Begin grooming sessions by currying, and then brush the coat, mane and tail. “Curry a horse in a circular motion from behind its ears all the way to its dock with a rubber curry,” says hunter and eventing trainer Denna Johnson of Full Partner’s Farm in Gainesville, Florida. “Go down the muscular and fatty parts of the leg, down to the knee and the hock, grooming firmly to make sure the horse gets a massage out of it.”
Bonnie Cicora, trainer and owner of the Post & Rail, an equestrian facility in Swanton, Ohio, says, “Finish up with the face using a very soft face brush. Always brush in the direction that the hair grows, being very careful around the eyes.”
When grooming, make sure that your brushes are clean, and avoid sharing them to prevent inadvertent transmission of superficial skin diseases.
Flowing Manes & Tails
“Handpicking a tail is ideal,” says Schils, “but…I spray the tail with a finishing spray, let it dry a little, then brush through very slowly, letting the spray help me through it. I lose very few tail hairs.” Using no-tangle preparations and care when grooming the tail, however, will help avoid pulling out hair.
For mane care, Johnson suggests taking a brush and brushing back and forth in the mane, making sure all the dirt comes up out of the scalp. Be sure to get all the way down to the base of the mane.
The Important Hoof
Each day, the hoof should be inspected for cracks and disease, then picked out. To pick a hoof, face the horse’s rear, stand next to the leg, and lean into the horse’s body to shift its weight off the side you’re going to work on. Run your hand down the leg, then lift up the foot with one hand, bending it at a natural angle. With a hoof pick, remove debris from the foot. Some prefer picking from the toe back toward the heel to avoid scratching the frog. Others prefer to work from the heel toward the toe to avoid pushing debris into the heel of the frog. After cleaning the bottom of the foot, clean the sides by brushing off dirt with a short, hard-bristle brush.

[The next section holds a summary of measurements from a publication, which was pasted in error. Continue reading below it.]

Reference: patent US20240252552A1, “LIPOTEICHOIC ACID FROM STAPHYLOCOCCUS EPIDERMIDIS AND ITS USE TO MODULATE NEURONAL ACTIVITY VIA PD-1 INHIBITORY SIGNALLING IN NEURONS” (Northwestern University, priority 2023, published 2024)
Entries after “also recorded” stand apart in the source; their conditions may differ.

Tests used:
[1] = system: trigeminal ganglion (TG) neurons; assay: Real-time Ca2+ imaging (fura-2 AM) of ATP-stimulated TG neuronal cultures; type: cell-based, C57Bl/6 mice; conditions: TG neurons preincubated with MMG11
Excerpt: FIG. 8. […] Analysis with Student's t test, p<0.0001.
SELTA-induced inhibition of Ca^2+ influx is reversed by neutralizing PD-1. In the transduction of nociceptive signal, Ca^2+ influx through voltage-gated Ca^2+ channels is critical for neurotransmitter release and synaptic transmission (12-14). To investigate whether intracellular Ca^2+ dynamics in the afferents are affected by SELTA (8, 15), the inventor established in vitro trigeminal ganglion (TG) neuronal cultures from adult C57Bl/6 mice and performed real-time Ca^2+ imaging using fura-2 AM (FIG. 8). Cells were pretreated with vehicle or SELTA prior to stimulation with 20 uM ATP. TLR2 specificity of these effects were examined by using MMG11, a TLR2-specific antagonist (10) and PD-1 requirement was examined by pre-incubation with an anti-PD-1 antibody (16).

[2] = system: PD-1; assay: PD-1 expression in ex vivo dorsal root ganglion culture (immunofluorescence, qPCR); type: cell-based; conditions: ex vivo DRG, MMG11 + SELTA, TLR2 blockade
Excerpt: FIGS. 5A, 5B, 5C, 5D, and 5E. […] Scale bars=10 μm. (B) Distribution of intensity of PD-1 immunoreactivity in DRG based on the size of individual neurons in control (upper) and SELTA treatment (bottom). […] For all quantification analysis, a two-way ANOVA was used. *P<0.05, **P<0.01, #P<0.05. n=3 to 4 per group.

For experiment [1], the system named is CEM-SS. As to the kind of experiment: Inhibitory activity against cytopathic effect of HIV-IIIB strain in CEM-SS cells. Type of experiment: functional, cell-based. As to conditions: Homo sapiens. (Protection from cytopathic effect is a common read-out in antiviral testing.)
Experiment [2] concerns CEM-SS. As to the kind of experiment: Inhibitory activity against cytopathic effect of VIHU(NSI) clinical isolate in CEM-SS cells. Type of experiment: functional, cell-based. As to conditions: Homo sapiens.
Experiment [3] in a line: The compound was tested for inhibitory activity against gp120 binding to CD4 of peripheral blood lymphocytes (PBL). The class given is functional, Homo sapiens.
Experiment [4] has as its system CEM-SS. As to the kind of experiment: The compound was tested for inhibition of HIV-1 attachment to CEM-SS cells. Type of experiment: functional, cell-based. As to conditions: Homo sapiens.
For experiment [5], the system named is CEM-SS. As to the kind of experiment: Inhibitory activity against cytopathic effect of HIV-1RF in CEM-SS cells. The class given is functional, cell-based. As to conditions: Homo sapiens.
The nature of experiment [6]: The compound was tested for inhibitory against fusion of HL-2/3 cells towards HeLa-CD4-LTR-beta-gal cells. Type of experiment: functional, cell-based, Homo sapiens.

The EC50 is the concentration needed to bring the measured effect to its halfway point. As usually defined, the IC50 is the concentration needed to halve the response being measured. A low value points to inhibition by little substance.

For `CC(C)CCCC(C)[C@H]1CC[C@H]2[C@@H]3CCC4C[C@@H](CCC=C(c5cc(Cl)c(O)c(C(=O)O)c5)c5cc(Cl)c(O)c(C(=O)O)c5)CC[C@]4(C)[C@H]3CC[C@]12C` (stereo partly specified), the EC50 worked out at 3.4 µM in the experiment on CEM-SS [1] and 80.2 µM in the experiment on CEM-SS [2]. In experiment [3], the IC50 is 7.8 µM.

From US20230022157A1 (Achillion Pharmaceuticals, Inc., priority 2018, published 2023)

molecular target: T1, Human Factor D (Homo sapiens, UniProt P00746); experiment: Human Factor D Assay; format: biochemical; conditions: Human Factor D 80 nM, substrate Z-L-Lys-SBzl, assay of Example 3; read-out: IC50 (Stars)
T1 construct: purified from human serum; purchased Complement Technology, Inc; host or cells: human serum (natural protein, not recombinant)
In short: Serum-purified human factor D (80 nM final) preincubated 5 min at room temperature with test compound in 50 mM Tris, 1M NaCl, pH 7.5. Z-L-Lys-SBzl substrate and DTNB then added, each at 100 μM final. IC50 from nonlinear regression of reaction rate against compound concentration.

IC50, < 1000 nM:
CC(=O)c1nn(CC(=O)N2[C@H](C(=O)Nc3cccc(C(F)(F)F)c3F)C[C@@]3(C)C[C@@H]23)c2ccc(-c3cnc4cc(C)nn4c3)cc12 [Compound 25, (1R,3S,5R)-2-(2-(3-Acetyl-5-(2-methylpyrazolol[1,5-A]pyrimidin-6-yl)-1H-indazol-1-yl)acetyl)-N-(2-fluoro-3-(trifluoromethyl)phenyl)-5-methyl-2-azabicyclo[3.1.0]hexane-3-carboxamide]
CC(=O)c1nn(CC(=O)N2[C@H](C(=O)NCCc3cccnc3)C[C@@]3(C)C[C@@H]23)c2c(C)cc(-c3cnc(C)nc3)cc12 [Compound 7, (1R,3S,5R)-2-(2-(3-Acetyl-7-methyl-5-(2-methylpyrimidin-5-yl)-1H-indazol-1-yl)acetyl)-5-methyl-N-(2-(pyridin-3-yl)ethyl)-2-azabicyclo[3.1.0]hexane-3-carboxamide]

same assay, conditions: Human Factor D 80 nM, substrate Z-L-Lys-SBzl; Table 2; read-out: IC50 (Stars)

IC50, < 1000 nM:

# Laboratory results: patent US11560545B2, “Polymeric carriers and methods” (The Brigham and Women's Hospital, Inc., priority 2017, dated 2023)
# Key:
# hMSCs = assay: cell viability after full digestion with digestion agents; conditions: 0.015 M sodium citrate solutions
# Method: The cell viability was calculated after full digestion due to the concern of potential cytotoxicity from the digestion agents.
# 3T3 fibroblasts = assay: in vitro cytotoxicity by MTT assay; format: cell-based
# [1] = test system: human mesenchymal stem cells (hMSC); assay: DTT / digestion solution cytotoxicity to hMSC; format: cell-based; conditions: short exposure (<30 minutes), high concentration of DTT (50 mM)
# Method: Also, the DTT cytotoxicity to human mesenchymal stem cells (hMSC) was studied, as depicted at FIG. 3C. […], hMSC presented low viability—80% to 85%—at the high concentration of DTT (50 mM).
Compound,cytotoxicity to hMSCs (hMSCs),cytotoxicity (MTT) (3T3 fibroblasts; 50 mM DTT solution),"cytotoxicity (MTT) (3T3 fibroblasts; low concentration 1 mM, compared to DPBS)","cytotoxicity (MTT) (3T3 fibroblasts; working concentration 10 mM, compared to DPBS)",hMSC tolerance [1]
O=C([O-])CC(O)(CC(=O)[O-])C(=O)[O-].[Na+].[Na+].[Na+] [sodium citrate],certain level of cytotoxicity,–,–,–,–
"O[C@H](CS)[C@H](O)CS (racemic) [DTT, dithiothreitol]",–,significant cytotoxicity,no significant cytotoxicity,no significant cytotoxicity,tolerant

From End to End
As a daily practice, gently wipe the corners of the horse’s eyes with a clean washcloth to clear away the mucus or dirt that can collect. Be sure to wipe from the top outside edge of the eye down to the bottom inside corners, so as not to spread bacteria.
Don’t forget to clean under your horse’s dock. “Horses, as they defecate, will accumulate some debris underneath the dock of their tails,” says Schils. This debris can be irritating and cause tail rubbing. Use dampened disposable towelettes to wipe underneath the tail, the tail itself, the anal area, and in between and down the hind legs. Do not reuse these towelettes anywhere else on the horse’s body.
If you are careful, frequent bathing should not cause any extra problems for a healthy hoof. However, Henry Heymering, an AFA-certified journeyman farrier, warns not to let hooves stand in mud or water for any more than a few minutes, or trouble may follow.
Regardless of how often a horse is bathed, follow the basics. Wash the entire horse: face, mane, neck, body, legs, tail and underneath the tail. Scrub all the way down to the base of the mane and the tail. Always apply shampoo that has been diluted in water. Never let shampoo dry on the coat, and rinse off all traces of the soap.
Beauty From Within
Good grooming begins with good nutrition. “People bring a horse to me that is 75 pounds underweight, and then don’t understand why they can’t get a good shine on that horse’s coat or get the horse to shed out after winter,” says Johnson. “Check with your vet and make sure your worming, vaccinations and feeding programs are appropriate.”